Jen and Sylvia Soska, otherwise known as the Twisted Twins, first came to our attention back in 2009 with the outrageous onslaught of insanity that was Dead Hooker In A Trunk; their micro-budget debut that quickly became a cult hit the world over.
But Dead Hooker was done with no money when the movie world wasn’t ready to believe that two feisty females from Vancouver had what it takes to leave a mark on the horror genre. Oh how wrong they were. The Soska’s came back this year with American Mary, premiering at London’s Frightfest to an enthralled audience and receiving nothing but shimmering reviews across the board. Their Frightfest success was to be the first in a string of festival experiences which has seen fans, critics and academics alike heap praise upon the twisted twosome.
Earlier on in the year we told you how Universal Studios secured the international distribution rights to American Mary; no minor accomplishment for two indie film-makers on their sophomore effort. Well, it seems the whole world is finally sitting up to take notice of the Soskas as the newly christened Queens of horror announced last night at the Toronto After Dark Film Festival that Anchor Bay will be distributing the film throughout Canada.
You can’t help but wonder if this is but another small step towards world domination from the Soska sisters who have taken the horror community by storm. American Mary is one of the most boldly original genre films of the year and will no doubt go on to great success after the festival circuit. READ MORE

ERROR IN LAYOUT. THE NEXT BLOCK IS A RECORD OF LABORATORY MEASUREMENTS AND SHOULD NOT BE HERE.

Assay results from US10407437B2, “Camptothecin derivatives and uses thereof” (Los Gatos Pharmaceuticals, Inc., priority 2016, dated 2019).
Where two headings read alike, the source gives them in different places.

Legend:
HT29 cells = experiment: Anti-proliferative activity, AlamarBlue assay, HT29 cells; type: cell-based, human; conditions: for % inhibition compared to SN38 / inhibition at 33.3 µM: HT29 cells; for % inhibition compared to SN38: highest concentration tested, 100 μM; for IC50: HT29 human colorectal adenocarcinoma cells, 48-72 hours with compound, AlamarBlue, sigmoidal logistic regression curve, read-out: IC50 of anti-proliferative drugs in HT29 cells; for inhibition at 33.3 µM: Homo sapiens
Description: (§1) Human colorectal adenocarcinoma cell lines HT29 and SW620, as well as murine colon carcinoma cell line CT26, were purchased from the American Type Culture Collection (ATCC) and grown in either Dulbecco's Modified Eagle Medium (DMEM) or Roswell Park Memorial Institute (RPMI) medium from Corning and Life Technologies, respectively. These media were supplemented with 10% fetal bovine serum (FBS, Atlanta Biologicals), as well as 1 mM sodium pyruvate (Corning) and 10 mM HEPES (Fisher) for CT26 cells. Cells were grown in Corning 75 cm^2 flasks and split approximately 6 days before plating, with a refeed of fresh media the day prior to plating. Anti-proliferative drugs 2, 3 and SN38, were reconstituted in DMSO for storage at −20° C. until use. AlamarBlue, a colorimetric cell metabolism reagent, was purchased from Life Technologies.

Included in the Toronto line-up is Brandon (son of David) Cronenberg’s Antiviral, which made its North American Premiere at the fest. Brad (aka Mr. Disgusting) had a chance to check it out and he wound up liking it well enough!
“The expectations may have been unfairly high (being the son of a legend demands some sort of competence), yet he surpasses them by delivering a deep, engaging, and beautifully shot art house horror film.”
Caleb Landry Jones, Sarah Gadon, Malcolm McDowell, Douglas Smith, Matt Watts and James Cade all star. Click here to read the review in its entirety, then check back after the film comes out to write your own.
Toronto After Dark Film Festival is thrilled to officially unveil its first wave of exciting film announcements for 2012! Included in the lineup are some of the most critically acclaimed and eagerly anticipated horror, sci-fi, action and cult films from this year’s international film festival circuit. These 10 new movies will all have their Toronto or Canadian Theatrical Premieres hosted exclusively at the festival’s 7th Annual Edition this October 18-26, 2012 at the city’s historic Bloor Cinema. Fans can preview all 10 individual trailers to the films at a newly created Youtube Playlist, which includes a fun one-minute sizzle trailer featuring highlights from all 10 films. READ MORE
The Toronto After Dark Film Festival will make its return to its first love, the newly renovated Bloor Hot Docs Cinema for nine nights this October. The complete makeover includes better seating, a top notch digital projector and a much improved sound system. Also I really appreciated that the film intros were projected onto the screen so balcony dwellers don’t miss out on any of the action.